Descending into the Mariana Trench and Lessons in Customer Experience

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Business Methodology:
Pete Abilla

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On May 28, 2013
Last modified:July 24, 2013


Metaphor lesson on how deep sea exploration from James Cameron, the Titanic Director, can teach us about the zone of indifference in Kano Analysis and Customer Experience Management.

Titanic Director, James Cameron, was recently interviewed on NPR 1 on his descent into the deepest known spot on the earth: The Mariana Trench.

The Mariana Trench is 7 miles beneath the surface of the ocean. Aside from Directing films such as Titanic and Avatar, James Cameron is also an explorer and serious enthusiasts of ocean exploration.

He also helped design the underwater submersible which is described here:

Cameron designed a 24-foot submersible vehicle, the Deepsea Challenger — “this kind of long, green torpedo that moves vertically through the water,” as he tells All Things Considered’s Melissa Block. Cameron was able to watch his descent, he says, through a window that was about 9-1/2 inches thick.

Once on the floor surface of the Mariana Trench, James Cameron describes his experience as “lunar”, devoid of life. He then describes what it took to go that deep:

To reach the ocean floor, the submersible relied on two 536-pound weights to pull the craft down. To rise later, the weights were disconnected from the craft — something Cameron did after about three hours of exploration.

After 3 hours of exploration, he shares his thoughts on ascending from the Mariana Trench and shares something very instructive in its application to the Customer Experience:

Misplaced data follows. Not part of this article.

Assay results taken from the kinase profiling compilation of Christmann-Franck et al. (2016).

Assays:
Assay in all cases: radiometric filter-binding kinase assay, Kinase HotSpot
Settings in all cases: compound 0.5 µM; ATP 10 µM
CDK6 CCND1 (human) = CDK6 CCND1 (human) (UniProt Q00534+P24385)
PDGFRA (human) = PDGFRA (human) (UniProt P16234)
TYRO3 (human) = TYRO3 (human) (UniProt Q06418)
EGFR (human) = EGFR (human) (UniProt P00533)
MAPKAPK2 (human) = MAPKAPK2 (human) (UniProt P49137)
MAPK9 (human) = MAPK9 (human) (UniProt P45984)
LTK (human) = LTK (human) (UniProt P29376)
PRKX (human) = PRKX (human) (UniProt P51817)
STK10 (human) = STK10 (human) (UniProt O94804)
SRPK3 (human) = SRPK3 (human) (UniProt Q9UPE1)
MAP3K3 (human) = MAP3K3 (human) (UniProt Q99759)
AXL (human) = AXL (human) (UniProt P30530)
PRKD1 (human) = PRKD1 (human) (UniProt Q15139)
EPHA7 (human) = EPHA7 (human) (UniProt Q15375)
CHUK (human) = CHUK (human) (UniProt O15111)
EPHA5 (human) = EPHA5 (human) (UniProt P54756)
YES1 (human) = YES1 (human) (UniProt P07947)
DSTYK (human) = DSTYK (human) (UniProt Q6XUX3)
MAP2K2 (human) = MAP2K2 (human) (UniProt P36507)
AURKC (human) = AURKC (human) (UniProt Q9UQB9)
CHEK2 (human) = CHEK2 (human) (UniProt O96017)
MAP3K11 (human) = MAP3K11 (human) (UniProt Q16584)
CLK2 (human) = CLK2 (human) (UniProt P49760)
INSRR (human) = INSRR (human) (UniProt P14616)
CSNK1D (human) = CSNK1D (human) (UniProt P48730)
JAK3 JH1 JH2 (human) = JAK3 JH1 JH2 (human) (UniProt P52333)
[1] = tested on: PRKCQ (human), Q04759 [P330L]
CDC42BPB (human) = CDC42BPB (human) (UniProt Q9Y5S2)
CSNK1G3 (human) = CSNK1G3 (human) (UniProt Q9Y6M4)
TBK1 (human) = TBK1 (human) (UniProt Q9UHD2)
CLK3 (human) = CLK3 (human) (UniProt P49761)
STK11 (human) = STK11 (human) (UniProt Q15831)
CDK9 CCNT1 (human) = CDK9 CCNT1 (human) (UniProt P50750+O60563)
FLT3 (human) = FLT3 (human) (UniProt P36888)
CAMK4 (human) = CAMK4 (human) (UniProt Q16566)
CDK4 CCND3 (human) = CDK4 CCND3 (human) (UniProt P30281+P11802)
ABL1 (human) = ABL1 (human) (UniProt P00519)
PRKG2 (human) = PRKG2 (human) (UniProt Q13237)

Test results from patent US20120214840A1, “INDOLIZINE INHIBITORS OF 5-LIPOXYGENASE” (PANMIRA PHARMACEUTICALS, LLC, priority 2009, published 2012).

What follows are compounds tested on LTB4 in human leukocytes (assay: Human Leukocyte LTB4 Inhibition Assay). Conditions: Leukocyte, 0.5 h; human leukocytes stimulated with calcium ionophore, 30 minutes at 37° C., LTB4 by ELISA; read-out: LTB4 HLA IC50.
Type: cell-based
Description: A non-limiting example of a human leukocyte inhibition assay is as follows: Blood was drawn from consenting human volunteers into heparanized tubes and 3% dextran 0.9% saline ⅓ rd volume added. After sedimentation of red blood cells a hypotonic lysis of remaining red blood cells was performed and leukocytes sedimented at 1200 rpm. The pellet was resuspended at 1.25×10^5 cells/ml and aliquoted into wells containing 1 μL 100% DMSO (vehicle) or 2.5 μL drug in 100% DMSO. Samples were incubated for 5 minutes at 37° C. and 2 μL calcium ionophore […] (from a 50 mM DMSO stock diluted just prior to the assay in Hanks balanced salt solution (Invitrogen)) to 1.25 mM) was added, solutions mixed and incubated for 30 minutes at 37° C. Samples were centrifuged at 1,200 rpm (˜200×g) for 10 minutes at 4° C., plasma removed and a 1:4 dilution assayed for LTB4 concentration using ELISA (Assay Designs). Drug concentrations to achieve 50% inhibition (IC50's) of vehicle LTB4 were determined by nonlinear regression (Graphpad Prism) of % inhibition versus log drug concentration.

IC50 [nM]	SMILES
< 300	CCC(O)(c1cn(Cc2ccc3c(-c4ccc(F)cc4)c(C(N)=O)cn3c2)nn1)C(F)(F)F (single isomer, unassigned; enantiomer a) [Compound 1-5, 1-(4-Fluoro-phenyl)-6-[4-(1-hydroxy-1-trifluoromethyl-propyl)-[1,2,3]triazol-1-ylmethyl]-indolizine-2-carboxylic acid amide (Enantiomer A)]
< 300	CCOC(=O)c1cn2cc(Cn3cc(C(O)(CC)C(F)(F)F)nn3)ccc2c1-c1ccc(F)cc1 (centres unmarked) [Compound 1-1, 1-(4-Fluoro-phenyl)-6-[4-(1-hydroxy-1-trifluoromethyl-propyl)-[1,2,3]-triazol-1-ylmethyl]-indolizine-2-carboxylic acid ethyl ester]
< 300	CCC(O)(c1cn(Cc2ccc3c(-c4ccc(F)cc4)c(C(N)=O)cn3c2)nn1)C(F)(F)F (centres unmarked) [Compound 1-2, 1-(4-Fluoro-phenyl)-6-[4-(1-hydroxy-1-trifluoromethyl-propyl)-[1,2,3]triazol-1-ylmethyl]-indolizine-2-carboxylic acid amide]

“What was going through your mind, right before you flipped that switch?” Melissa asks.

“There’s always a little bit of a sigh of relief when it works the way it’s supposed to work,” Cameron says.

Did you catch that? Let me reiterate: “There’s always a little bit of a sigh of relief when it works the way it’s supposed to work“.

Application to Customer Experience

In the field of Customer Experience Management, we often talk in terms of Detractor Avoidance and Customer Delight. The former is an approach to eliminate the sources of customer pain and hassle in order to reduce detractors. The latter focuses on getting the basics perfect AND going the extra bit in order to delight the customer; exceed the customer’s expectations, put another way.

Get the Basics Perfect

Why is the customer not surprised when something is supposed to work the way it’s supposed to? Put another way,

  • Is the customer delighted when they are treated well by a customer service agent?
  • Is the customer delighted when an online shopping cart goes through checkout the way it’s supposed to?
  • Is the customer delighted when they receive their customer order within the expected timeframe?
  • Is the customer delighted when they receive an apology from bad service?
  • Is the customer delighted when a website works the way it’s supposed to?

The general answer to these questions and more is, No. Why? Well, the customer has an expectation of how these services and products are supposed to work and when they do, there’s no surprise.

The Opposite is True

In fact, the opposite is true. When something doesn’t work the way we know it’s supposed to, we are surprised. In fact, most customers would grow frustrated and some very angry.

This is what I call Getting the Basics Perfect.

Let’s Remember Kano

Kano Analysis teaches us that there’s a zone of indifference, which is essentially what I’ve described above. Most organizations aim to remain in this zone, thinking that it will bring customer delight. We know that’s not true, and so do our customers.

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